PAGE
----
Oh, please. Of course landlords are “permitted” to stop bad behavior of their tenants. I am a landlord and because I care about the effect of my rental on its neighbors there’s a clause in my lease that states that tenants can be evicted if they disturb the neighbors. I choose tenants who I believe are unlikely to cause problems of that kind, and I’m fully prepared to evict tenants who did end up causing those problems.January 15, 2013 6:18 pm at 6:18 pm #529873
You can write whatever you want in your lease, but that does not mean a judge will uphold it as a legal contract. Tenants have a right to do (mostly) what they please.
You will not be able to evict a tenant for being loud, I guarantee it.January 15, 2013 7:24 pm at 7:24 pm #529874
Ok, if you can’t put it in your lease. There’s limited code enforcement and the police often have better things to do than babysit whose job is it to instill some semblance of civilized behavior in ones student neighbors?January 15, 2013 7:40 pm at 7:40 pm #529875
Unfortunately Peter is correct. You can put whatever you want in the lease but is very difficult to evict someone in Columbus for anything other than non payment of rent. I know this first hand. The key is to really check people out before you rent to them. For landlords who don’t care the only thing the neighborhood can do is call the police enough times to be able to threaten to have the property nuisance abated. Takes forever and a lot of work, but it can be done. But then you have a boarded up house, which sometimes is better than what you had before.January 15, 2013 7:42 pm at 7:42 pm #529876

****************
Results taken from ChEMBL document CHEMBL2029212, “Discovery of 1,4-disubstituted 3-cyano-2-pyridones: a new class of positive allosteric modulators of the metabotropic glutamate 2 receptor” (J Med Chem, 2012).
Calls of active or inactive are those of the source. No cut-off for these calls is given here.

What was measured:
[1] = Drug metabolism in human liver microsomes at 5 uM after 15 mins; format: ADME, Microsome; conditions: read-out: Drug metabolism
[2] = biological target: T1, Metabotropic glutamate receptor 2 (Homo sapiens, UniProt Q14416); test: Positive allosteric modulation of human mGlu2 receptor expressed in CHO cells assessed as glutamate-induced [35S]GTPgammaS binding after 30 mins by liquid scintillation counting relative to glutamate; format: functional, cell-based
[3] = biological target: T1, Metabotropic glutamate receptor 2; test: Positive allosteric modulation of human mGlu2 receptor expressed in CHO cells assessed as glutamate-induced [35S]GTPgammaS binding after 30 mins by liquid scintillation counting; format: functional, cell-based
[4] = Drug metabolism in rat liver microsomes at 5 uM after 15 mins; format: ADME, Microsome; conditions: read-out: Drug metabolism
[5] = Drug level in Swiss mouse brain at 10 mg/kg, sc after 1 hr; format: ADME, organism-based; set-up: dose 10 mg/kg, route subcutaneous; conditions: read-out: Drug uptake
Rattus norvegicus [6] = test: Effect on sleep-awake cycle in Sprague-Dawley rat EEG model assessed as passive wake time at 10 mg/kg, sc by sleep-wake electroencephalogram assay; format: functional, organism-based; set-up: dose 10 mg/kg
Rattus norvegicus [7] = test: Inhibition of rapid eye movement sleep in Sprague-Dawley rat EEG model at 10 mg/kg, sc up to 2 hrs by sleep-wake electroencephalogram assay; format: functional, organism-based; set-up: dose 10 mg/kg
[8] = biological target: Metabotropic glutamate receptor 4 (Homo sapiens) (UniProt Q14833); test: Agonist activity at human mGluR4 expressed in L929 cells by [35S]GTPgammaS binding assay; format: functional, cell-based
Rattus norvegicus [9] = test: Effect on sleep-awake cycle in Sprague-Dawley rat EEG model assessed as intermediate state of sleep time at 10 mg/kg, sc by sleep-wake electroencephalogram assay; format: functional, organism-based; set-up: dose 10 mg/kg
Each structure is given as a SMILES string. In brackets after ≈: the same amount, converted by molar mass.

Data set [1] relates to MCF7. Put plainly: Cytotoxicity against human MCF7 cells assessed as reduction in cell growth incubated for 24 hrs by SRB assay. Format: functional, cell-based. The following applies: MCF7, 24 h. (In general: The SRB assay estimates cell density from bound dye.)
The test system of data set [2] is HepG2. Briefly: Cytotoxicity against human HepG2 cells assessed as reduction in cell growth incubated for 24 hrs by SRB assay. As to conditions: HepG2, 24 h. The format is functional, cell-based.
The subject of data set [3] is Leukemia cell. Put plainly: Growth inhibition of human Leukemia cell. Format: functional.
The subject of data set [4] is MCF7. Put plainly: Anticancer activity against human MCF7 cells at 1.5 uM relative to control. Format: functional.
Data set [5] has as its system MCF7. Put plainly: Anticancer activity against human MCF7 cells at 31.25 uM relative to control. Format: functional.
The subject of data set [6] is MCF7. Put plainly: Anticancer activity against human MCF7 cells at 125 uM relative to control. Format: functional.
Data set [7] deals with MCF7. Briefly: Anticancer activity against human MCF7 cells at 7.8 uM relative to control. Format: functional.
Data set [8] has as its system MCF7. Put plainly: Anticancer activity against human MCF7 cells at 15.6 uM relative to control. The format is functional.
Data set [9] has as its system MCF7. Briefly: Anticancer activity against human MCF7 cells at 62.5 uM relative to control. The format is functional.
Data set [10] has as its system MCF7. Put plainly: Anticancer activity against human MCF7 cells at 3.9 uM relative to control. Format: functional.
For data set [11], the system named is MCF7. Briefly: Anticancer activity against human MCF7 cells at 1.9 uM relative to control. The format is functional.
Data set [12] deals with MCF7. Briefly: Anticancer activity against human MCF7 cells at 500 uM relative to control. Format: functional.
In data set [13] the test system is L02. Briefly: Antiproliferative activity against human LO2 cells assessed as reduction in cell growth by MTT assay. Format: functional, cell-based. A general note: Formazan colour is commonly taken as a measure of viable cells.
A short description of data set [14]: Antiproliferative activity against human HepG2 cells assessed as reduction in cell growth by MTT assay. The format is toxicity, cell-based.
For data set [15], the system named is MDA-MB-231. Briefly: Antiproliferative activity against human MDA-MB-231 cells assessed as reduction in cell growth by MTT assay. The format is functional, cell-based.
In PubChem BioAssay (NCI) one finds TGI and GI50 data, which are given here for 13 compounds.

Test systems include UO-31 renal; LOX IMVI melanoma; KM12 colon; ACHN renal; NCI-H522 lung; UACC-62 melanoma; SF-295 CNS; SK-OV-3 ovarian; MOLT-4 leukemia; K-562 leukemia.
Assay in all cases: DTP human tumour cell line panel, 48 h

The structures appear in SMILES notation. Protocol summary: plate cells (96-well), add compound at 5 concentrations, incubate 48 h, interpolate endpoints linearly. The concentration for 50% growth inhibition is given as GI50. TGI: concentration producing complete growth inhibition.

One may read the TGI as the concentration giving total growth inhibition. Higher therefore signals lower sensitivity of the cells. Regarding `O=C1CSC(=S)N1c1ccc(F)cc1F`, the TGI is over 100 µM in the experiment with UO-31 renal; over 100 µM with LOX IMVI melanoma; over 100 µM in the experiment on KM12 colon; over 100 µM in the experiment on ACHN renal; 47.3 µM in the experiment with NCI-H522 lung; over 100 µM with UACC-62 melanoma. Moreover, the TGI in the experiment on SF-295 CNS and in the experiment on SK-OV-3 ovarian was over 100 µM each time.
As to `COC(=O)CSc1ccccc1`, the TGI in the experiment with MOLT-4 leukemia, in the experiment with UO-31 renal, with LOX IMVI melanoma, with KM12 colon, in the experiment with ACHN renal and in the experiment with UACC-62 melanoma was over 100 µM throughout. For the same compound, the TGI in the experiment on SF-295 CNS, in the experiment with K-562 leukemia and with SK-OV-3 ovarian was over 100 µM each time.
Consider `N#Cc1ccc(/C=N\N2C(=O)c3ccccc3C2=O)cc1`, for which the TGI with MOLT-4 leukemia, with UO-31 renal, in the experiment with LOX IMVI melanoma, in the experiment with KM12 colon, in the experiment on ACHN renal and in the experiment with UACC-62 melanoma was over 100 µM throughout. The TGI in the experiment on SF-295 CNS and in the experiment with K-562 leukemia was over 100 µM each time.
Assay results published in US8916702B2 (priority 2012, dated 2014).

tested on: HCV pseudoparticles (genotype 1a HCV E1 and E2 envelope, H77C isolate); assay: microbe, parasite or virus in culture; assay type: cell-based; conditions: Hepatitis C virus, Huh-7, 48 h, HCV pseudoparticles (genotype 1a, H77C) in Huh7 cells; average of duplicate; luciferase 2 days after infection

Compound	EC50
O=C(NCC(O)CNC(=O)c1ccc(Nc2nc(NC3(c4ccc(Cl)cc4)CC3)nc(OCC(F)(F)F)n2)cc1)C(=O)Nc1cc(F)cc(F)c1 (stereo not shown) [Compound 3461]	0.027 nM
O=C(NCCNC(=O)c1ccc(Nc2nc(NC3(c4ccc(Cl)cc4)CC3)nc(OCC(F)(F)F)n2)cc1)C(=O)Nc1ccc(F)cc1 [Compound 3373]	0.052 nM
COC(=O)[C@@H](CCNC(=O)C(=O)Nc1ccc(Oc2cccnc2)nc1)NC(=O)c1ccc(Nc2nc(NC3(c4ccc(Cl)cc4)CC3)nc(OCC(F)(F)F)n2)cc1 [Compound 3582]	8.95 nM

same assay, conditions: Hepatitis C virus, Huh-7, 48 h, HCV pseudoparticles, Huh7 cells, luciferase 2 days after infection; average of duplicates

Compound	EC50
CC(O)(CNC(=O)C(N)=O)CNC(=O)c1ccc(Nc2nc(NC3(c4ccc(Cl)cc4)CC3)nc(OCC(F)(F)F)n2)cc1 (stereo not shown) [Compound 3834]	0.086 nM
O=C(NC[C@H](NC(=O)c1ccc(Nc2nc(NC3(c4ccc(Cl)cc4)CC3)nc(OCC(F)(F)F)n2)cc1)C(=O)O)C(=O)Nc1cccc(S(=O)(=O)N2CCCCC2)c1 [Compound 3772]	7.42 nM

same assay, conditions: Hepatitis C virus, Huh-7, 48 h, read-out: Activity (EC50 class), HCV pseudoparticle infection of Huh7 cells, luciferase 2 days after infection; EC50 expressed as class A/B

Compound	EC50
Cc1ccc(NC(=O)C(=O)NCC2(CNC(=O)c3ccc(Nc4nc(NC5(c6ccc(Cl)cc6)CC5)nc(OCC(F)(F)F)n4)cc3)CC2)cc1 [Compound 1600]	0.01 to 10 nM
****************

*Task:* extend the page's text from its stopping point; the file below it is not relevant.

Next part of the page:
Vestanpance is right, the police have better things to do and code enforcement has 3 officers for the entire UD area with a giant backlog of complaints. Generally speaking they don’t look for trouble they just respond to complaints they receive.
Similar to the broken window theory, I think all it takes is a few bad houses on a street to keep traditional middle class renters (let alone families) away. I doubt sophomores moving back on campus will change the character of the neighborhood much. Even the students that live in campus dorms ‘play’ in the off campus areas of the UD.
The cost of dorm living is still very expensive as are the new apartments going up. Even with raises in rent the old housing stock in the south campus areas will remain the affordable alternative. That they are still targeting students on Indianola near 7th makes it seem that the campus landlords aren’t really worried.
I am saying this as someone who loves the proximity of the area to so many things. I would love it if moving the sophomores created some major changes, but I doubt it will.January 15, 2013 8:14 pm at 8:14 pm #529877
That they are still targeting students on Indianola near 7th makes it seem that the campus landlords aren’t really worried.